In operation, resistor R1 defines a reference current IREF which flows through diode-connected transistor M1 and resistor R1. The reference current IREF is mirrored by transistor M2, and is sufficient to bias Schottky diode 410 to set the low positive bias voltage VLB at the input of diode 410.

FIG. 9 shows a schematic diagram that illustrates a sense amplifier 900 in accordance with the present invention. Sense amplifier 900 is similar to sense amplifier 500 and, as a result, utilizes the same reference numerals to designate the structures which are common to both amplifiers.

As shown in FIG. 9, sense amplifier 900 differs from sense amplifier 500 in that amplifier 900 utilizes bias circuit 800 rather than bias circuit 400. Sense amplifier 900 operates the same as sense amplifier 500.

FIG. 10 shows a schematic diagram that illustrates a sense amplifier 1000 in accordance with the present invention. As shown in FIG. 10, sense amplifier 1000 includes a detection circuit 1010 which is connected to a bit line 1012 and a memory line 1014, such as a bit line or a reference line.

Detection circuit 1010 includes a first inverter 1016 which has an output connected to bit line 1012 and an input connected to memory line 1014. Inverter 1016 is implemented with a p-channel transistor M1, bias circuit 600, and a n-channel transistor M3. Transistor M1 has a source, a drain connected to bit line 1012, and a gate connected to memory line 1014.

Bias circuit 600 has the inputs of Schottky diodes 410 and 610 connected to the drain of transistor M1, while transistor M3 has a source, a drain connected to the output of Schottky diode 410, and a gate connected to memory line 1014.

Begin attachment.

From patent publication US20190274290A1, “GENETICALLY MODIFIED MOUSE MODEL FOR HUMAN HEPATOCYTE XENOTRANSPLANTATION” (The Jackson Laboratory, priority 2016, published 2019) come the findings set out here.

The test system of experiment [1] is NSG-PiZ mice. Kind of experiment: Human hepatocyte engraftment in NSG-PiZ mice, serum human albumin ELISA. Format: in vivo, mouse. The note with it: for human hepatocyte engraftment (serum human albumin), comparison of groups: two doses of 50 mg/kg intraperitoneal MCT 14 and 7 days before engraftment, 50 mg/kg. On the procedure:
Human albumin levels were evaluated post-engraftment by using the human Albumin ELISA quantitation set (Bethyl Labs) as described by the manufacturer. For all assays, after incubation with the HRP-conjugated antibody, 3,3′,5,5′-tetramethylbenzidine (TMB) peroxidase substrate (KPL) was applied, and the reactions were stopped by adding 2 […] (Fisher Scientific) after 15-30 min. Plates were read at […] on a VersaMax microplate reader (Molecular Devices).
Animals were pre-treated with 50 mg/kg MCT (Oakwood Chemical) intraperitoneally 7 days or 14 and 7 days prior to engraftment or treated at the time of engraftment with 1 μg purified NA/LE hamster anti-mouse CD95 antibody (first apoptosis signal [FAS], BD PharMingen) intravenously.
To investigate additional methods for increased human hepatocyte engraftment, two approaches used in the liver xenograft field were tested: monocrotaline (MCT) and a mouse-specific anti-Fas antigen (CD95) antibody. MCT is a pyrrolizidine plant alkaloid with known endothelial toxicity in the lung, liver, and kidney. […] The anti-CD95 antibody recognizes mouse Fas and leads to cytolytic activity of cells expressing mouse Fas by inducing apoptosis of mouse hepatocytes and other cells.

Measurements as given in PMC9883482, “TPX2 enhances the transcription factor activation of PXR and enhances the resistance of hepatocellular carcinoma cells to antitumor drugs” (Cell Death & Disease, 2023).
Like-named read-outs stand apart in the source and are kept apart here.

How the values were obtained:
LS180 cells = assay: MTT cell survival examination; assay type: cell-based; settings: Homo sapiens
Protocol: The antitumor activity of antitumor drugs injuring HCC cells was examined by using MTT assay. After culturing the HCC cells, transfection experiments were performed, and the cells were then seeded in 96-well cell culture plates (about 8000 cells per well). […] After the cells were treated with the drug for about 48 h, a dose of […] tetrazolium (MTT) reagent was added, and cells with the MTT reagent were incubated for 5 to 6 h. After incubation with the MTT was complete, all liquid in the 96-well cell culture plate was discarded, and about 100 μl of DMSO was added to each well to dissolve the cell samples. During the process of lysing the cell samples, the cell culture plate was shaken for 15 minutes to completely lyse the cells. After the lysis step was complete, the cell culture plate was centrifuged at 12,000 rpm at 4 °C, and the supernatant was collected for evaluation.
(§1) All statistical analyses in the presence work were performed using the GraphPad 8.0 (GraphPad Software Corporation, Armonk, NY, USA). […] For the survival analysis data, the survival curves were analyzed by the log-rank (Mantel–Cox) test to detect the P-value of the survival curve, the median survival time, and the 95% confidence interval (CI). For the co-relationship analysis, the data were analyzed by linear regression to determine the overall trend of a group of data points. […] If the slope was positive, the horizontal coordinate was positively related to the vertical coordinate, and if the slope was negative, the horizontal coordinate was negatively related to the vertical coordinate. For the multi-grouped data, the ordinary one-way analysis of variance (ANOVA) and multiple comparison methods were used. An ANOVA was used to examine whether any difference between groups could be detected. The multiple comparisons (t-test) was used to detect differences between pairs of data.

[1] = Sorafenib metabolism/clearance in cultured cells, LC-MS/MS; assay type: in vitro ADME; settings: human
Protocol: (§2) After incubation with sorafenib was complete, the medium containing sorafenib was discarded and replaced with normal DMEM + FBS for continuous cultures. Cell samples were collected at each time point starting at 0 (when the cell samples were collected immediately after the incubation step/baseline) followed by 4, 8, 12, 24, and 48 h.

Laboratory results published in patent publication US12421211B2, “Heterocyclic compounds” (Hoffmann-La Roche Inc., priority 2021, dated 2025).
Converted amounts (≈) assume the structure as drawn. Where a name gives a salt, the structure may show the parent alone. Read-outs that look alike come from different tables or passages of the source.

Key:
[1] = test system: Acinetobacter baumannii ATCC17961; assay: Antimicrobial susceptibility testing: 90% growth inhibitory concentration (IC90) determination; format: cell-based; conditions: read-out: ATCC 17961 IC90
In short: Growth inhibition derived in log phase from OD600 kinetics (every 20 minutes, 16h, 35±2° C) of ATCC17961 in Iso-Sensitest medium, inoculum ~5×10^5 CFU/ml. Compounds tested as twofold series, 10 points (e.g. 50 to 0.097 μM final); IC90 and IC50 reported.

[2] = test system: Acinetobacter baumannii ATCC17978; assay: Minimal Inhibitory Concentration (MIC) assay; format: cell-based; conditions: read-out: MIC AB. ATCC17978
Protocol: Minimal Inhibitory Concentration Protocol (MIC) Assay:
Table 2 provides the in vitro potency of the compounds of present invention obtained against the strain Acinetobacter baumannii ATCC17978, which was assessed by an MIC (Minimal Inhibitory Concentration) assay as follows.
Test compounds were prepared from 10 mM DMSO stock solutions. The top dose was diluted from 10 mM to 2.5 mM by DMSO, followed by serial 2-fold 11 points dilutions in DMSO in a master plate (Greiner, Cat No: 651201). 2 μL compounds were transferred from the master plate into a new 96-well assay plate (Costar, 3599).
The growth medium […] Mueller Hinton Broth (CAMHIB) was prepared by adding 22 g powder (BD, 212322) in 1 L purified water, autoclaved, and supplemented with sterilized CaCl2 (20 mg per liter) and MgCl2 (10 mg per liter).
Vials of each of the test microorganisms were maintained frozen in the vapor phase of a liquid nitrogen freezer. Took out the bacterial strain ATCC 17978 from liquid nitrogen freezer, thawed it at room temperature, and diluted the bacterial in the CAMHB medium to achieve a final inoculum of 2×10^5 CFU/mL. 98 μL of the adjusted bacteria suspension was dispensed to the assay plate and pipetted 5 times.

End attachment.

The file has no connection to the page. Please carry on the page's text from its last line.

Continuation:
Detection circuit 1010 also includes a second inverter 1018 which has an output connected to memory line 1014 and an input connected to bit line 1012. Inverter 1018 is implemented with a p-channel transistor M2, bias circuit 600, and a n-channel transistor M4. Transistor M2 has a source connected to the source of transistor M1, a drain connected to memory line 1014, and a gate connected to bit line 1012.

Bias circuit 600 has the inputs of Schottky diodes 410 and 610 connected to the drain of transistor M2, while transistor M4 has a source connected to the source of transistor M3, a drain connected to the output of Schottky diode 410, and a gate connected to bit line 1012.

As further shown in FIG. 10, sense amplifier 1000 also includes a first switch which is implemented with a p-channel transistor MS, and a second switch which is implemented with a n-channel transistor M6. Transistor M5 has a source connected to a power node, a drain connected to the sources of transistors M1 and M2, and a gate connected to a first control line C1. Transistor M6 has a source connected to ground, a drain connected to the sources of transistors M3 and M4, and a gate connected to a second control line C2.

In operation, once a first logic state has been placed on bit line 1012 and a second logic state has been placed on memory line 1014, control line C1 is lowered to turn on transistor M5 while control line C2 is raised to turn on transistor M6.